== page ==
Wanuskewin Heritage Park - For over 6,000 years Wanuskewin in Saskatoon Saskatchewan has been a gathering place for virtually all of the Northern Plains First Nations peoples including the Cree, Assiniboine, Salteaux, Atsina, Dakota and Blackfoot. To put the significance of this area in context, the pyramids in Egypt are believed to be 4,500 years old, meaning Wanuskewin pre-dates the pyramids by 1,500 years.
Conservation efforts at the park have included restoring the native grasslands to their former glory. Beyond seeding the park has introduced various grassland management practices such as prescribed burns. The re-introduction grazing is an exciting development for the park and an essential component to the restoration of its ecosystem. More than 150 years after the great bison herds were nearly wiped out, the plains bison have been re-introduced at Wanuskewin. In 2019, the first very carefully selected 6 heifers were brought in from the United States. All the bison that have been brought back to the park are direct descendants of the original herds that roamed the great plains. In 2020, the first four calves were born in the park. The goal of the park is to build the herd up to 50 head all while preserving their genetic heritage.
As a gathering place for 6,000 years, Wanuskewin is a treasure of indigenous history providing insights into the way of life in the park for thousands of years. This site is unique because of its combination of summer and winter camps, buffalo jumps and tipi rings. It even has a medicine wheel of which there are less than 100 left on the Northern Plains. To date archeologists have found 19 pre-contact sites with artifacts demonstrating that nearly every First Nations cultural group that traveled the plains visited Wanuskewin. It is for these reasons that Wanuskewin is the most significant pre-contact archeological site in North America.
Besides Wanuskewin Heritage Park's fascinating conservation and archeological efforts there is a wide variety of cultural, interpretive programming and outdoor activities to choose from year-round.
Inside the beautifully constructed Visitor Centre are several galleries showcasing indigenous artists and the story of the park. There are spaces for programming, events and traditional dance performances as well. The gift shop, which is also online, sells authentic, traditional first nations artwork. Keeping with the park's mission to advance the understanding and appreciation of Northern Plains indigenous cultures, the restaurant serves up a mix of traditional and contemporary indigenous foods all created with fresh local ingredients.
There are 7km of trails that wind throughout the park and lead visitors to sites such as the buffalo jump, bison rubbing stone, the medicine wheel, tipi rings and the bison herd. Kids and parents alike will love the award-winning playground. In the winter, the park provides snowshoes for free so that visitors may enjoy the trails year-round. Guided hikes are available.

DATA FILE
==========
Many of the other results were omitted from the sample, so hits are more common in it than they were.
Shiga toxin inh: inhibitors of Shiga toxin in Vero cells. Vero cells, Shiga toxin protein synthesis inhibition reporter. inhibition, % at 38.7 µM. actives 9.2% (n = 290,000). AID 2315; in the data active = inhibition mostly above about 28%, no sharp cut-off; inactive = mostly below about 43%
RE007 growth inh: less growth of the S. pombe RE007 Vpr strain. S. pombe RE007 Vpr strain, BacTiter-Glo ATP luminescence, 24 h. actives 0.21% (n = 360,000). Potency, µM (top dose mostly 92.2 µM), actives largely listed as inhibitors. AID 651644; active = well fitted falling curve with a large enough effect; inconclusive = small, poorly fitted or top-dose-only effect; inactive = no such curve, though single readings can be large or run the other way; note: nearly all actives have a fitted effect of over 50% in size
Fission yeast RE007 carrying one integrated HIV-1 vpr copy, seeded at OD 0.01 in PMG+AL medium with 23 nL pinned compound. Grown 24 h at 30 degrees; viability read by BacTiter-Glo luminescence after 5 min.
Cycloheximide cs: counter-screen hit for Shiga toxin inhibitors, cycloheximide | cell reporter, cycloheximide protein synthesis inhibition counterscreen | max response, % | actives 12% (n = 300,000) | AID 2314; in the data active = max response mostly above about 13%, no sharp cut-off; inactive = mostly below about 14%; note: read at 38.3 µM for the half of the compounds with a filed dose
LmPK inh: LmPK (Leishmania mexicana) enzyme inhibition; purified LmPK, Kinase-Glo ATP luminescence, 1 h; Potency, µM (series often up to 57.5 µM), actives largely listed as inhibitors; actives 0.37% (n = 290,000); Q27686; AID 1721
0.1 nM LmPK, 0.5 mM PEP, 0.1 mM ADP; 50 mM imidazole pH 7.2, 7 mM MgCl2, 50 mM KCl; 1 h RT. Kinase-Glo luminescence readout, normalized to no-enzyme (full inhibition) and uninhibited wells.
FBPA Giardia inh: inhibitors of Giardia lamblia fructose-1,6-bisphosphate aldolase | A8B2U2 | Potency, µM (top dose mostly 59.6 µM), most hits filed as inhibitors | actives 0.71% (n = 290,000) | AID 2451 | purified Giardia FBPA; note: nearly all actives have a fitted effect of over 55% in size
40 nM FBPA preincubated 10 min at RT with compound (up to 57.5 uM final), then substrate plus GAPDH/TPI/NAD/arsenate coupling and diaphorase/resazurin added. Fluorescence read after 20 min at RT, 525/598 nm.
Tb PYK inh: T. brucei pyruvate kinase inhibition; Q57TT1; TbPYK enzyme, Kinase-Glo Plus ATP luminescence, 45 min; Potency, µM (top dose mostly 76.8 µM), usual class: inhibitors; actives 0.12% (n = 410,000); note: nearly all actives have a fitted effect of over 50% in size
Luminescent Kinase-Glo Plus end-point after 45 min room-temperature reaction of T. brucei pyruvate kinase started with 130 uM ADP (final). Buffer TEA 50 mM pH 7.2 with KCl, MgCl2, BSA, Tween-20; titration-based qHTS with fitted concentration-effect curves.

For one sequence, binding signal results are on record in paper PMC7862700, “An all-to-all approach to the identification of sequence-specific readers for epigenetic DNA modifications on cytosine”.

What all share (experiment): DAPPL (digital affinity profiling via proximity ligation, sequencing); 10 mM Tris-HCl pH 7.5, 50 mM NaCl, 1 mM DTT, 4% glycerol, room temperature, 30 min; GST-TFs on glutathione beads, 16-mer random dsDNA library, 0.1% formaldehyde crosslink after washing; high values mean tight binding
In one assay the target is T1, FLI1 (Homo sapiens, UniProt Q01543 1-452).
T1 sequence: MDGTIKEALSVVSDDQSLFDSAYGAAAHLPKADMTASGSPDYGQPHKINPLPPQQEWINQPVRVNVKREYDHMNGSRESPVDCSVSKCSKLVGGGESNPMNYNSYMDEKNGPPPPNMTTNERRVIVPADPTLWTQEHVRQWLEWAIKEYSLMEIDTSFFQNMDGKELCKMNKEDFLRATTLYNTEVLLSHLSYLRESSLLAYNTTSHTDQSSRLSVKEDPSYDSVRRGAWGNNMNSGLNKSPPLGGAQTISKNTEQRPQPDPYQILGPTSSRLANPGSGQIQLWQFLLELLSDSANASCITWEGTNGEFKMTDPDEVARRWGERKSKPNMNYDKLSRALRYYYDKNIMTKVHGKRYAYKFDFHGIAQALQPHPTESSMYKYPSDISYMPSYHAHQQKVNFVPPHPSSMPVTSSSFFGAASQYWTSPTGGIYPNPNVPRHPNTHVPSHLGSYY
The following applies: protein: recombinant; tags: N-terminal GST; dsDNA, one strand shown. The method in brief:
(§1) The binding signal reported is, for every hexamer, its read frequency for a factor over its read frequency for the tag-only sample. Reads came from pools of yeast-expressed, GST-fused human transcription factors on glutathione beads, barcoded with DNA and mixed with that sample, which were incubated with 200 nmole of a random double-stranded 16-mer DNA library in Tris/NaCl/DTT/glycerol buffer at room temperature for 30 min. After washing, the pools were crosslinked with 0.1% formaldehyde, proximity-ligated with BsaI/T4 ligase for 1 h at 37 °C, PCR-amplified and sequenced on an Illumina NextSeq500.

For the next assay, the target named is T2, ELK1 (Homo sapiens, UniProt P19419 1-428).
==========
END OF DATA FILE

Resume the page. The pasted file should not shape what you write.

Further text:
Wanuskewin offers educational programs in person and online. Annually, 14,000 students participate in educational programs at the park. There is even an option for groups to book Tipi Sleepovers!
Wanuskewin has a robust year-round event calendar. Admission to the events is by donation, making this a very affordable activity for families to enjoy.
We were fortunate to be able to attend the Nutrien Kona Winter Festival over the Family Day long weekend in February. It you are like me, you are probably wondering why they named the festival Kona, a word typically associated with a much warmer and more tropical location. In this case, Kona is a Cree word meaning snow. The Nutrien Kona Winter Festival celebrates Indigenous culture and traditional winter activities. With so many fantastic activities to choose from, we were not able to take them all in. We did however take part in numerous activities including dog sledding, watching the Creeland and Pow Wow dancers, lessons on drumming and to speak Cree, an indigenous artisan market and braved the cool temperatures along the bison trail. Who can resist a restaurant serving traditional indigenous food? Naturally, we stopped in to warm up by the fireplace and enjoy Bannock and muskeg tea.
Although Wanuskewin Heritage Park is a national historic site, it is unique in that it is neither a federal, provincial, or municipal park. It is its own entity created by the province with the Wanuskewin Heritage Park Act in 1997. It is governed by a Board of Directors made up of both Indigenous and non-Indigenous people. The Park is also managed by a Council comprised of Elders from each of the First Nations that gathered on this site. The Elders ensure that the park's work is in keeping with oral tradition and maintains its authentic cultural heritage.
Not only is the park an award winning tourist attraction (Nationally and provincially recognized top Indigenous Tourism Destination and 2019 Business of the Year), is also a human resource development agency and a scientific, cultural and educational authority.